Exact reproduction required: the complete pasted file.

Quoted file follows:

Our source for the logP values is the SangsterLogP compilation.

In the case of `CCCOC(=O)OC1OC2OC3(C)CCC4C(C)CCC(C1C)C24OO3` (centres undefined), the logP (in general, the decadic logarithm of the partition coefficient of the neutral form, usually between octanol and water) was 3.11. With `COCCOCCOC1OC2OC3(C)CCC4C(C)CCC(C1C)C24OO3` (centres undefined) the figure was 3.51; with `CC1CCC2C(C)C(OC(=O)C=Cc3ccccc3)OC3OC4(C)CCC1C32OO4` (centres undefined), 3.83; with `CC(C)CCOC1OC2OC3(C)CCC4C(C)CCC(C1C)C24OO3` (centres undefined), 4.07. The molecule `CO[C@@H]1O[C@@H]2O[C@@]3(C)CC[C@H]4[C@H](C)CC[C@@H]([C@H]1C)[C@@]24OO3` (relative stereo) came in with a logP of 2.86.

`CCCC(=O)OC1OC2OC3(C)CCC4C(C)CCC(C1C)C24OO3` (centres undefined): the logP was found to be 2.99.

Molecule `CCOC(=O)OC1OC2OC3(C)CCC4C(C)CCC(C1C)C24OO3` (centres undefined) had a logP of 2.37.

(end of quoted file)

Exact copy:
Our source for the logP values is the SangsterLogP compilation.

In the case of `CCCOC(=O)OC1OC2OC3(C)CCC4C(C)CCC(C1C)C24OO3` (centres undefined), the logP (in general, the decadic logarithm of the partition coefficient of the neutral form, usually between octanol and water) was 3.11. With `COCCOCCOC1OC2OC3(C)CCC4C(C)CCC(C1C)C24OO3` (centres undefined) the figure was 3.51; with `CC1CCC2C(C)C(OC(=O)C=Cc3ccccc3)OC3OC4(C)CCC1C32OO4` (centres undefined), 3.83; with `CC(C)CCOC1OC2OC3(C)CCC4C(C)CCC(C1C)C24OO3` (centres undefined), 4.07. The molecule `CO[C@@H]1O[C@@H]2O[C@@]3(C)CC[C@H]4[C@H](C)CC[C@@H]([C@H]1C)[C@@]24OO3` (relative stereo) came in with a logP of 2.86.

`CCCC(=O)OC1OC2OC3(C)CCC4C(C)CCC(C1C)C24OO3` (centres undefined): the logP was found to be 2.99.

Molecule `CCOC(=O)OC1OC2OC3(C)CCC4C(C)CCC(C1C)C24OO3` (centres undefined) had a logP of 2.37.